Watch the man in the gray Members Only jacket get up from his seat at the bar and walk into the bathroom behind and to the right of Tony just before Meadow presumably walks in. Remember that the title of the final season opener was "Members Only," and in it Tony was shot by Junior and Eugene Pontecorvo carries out a hit in a restaurant wearing the same jacket. Think back on the conversation Tony has with the recently murdered Bobby Bacala on the lake, when Bobby muses on being whacked that "you probably don't even hear it when it happens" and how Silvio didn't hear the initial shots that killed Gerry Torciano right in front of him. Notice the split-second that Jay and the Americans' This Magic Moment is shown on the jukebox at Tony's table, the same song that played after Bobby made his first kill. The woman who walks in who bears an uncanny resemblance to Janice. The two black men who look strangely like the guys who once tried unsuccessfully to kill Tony. The scout leader who looks and dresses like Phil Leotardo and who makes his finger into a gun. Remember Paulie's comment about the orange cat -- the one that seems to stare intently at a picture of Christopher -- being a bad omen. Now look over Tony's right shoulder at the giant painting of the orange tiger on Holsten's wall and remember Adriana's affinity for orange tiger print. Also on the wall, the inescapable image of the Inn at the Oaks, which represented the final acceptance of death -- what Tony Blundetto called "home" -- in Tony's dream-state after he was shot. As Chase said, it's all there. Everyone is in place at Holsten's for Tony's final reckoning, his life truly flashing before his eyes just before the end comes.
Then there's the pattern. Tony hears the bell, looks up, the shot reverses and we see what he sees, his family coming one-by-one through the door. First Carmela. Then A.J. Then Tony hears the bell, looks up, and sees -- nothing -- because there's nothing to see. Tony is dead, shot in the head in front of his family by the man in the Members Only jacket. Rather than show us Tony being killed Chase does something far more diabolical and powerful: he makes us experience it. This choice represents perhaps the truest stroke of genius in a show that was full of them from beginning to end. It makes you understand that almost nothing you saw up to that point was by accident. Every single little detail mattered and it was all leading you to the same place -- to the death of Tony Soprano. That's what this extended tragedy was always about: his rise, attempt and failure at moral redemption, and ultimate fall.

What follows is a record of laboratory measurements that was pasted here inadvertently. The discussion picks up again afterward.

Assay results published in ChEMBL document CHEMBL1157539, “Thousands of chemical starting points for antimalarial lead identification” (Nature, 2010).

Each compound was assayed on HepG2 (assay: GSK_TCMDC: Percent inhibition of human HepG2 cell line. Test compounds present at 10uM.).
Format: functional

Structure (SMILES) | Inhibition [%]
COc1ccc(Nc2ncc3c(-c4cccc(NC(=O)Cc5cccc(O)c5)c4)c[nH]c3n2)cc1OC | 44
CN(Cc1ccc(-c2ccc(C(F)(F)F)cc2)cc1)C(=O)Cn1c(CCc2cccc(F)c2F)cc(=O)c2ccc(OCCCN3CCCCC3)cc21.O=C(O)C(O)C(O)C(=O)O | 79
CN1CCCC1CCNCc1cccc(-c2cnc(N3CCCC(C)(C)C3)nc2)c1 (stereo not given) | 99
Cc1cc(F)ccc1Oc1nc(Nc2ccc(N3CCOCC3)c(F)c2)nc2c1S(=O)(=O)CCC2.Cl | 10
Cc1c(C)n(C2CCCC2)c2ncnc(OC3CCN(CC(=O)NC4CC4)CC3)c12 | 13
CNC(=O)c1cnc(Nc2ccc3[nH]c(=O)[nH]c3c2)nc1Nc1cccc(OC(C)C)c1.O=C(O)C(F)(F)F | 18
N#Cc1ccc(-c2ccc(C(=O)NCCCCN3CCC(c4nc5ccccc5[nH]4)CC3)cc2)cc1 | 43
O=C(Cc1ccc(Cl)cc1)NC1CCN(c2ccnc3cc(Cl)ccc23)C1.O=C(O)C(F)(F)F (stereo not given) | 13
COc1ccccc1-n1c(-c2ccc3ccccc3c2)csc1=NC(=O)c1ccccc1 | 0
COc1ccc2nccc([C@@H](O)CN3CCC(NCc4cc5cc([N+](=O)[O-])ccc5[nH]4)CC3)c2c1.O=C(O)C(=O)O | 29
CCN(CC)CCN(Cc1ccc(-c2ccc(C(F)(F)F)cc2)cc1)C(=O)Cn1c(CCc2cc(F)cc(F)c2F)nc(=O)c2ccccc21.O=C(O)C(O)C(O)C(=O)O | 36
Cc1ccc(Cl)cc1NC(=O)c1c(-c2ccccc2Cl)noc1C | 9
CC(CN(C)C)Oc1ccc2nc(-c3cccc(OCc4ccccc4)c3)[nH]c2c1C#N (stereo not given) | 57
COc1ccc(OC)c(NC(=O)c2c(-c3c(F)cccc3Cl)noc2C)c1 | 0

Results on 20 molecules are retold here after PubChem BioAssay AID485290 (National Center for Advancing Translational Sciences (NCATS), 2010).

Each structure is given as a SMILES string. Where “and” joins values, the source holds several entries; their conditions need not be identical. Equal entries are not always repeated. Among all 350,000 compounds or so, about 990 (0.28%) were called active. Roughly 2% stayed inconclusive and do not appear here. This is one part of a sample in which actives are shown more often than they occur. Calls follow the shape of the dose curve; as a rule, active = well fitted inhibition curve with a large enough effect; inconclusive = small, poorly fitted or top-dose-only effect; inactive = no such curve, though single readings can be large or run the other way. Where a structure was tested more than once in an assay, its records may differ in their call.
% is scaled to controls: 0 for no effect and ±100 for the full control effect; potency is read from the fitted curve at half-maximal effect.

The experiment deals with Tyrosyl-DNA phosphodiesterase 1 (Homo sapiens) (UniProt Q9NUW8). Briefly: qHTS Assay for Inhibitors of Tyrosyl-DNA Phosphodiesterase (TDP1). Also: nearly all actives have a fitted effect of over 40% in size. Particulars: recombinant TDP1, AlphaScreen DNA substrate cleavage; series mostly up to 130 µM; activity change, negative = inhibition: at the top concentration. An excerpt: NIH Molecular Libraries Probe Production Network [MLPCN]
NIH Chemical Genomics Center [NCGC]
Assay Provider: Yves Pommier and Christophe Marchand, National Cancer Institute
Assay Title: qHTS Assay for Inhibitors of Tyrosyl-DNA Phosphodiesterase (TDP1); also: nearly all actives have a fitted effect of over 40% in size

In the very first episode of the show, Tony panicked over the ducks leaving his pool and understood that it represented his fear of losing his family. In the end, he lost them by being killed right in front of their faces.
Tony never heard it coming. And neither did we.
Act 2: "You're Going Home"
It's been so long since I've written.
Yes, technically I write almost every weekday, upwards of 4,800 words a week, for The Daily Banter, but for me it's not the same as writing. I bang out polemics which I sometimes feel very strongly about but which can, I admit, occasionally be little more than the fulfillment of a job requirement. This doesn't in any way mean that I don't care and don't take pride in the work I do for Banter, only that I miss the comfort of expressing the parts of my personality that don't want anything at all to do with politics or media or generally being a smart-ass, and those parts are many. I always wrote because I needed to, not for anyone else but for myself; I don't do that anymore. I don't do it for reasons purely practical and for reasons I try to convince myself are purely practical: because I simply don't have the time or don't have the will. There are so many days that I just do not give a shit about the Republicans in Congress, or Barack Obama, or the latest scandal, or who's outraged over whose crude joke, or what insufferable thing Glenn Greenwald said this week. There are so many days when I spit fiery opinions into the ether that I barely believe and hate myself for pretending to hold to ferociously. You can typically spot these instances by way of a counterintuitive and yet incredibly obvious tell: they're the ones I defend with the most egregious amount of venom. I fight back the hardest and in the most personal manner when I believe my own bullshit the least. This is the unnatural order of things. And I'm beginning to think that it's literally killing me.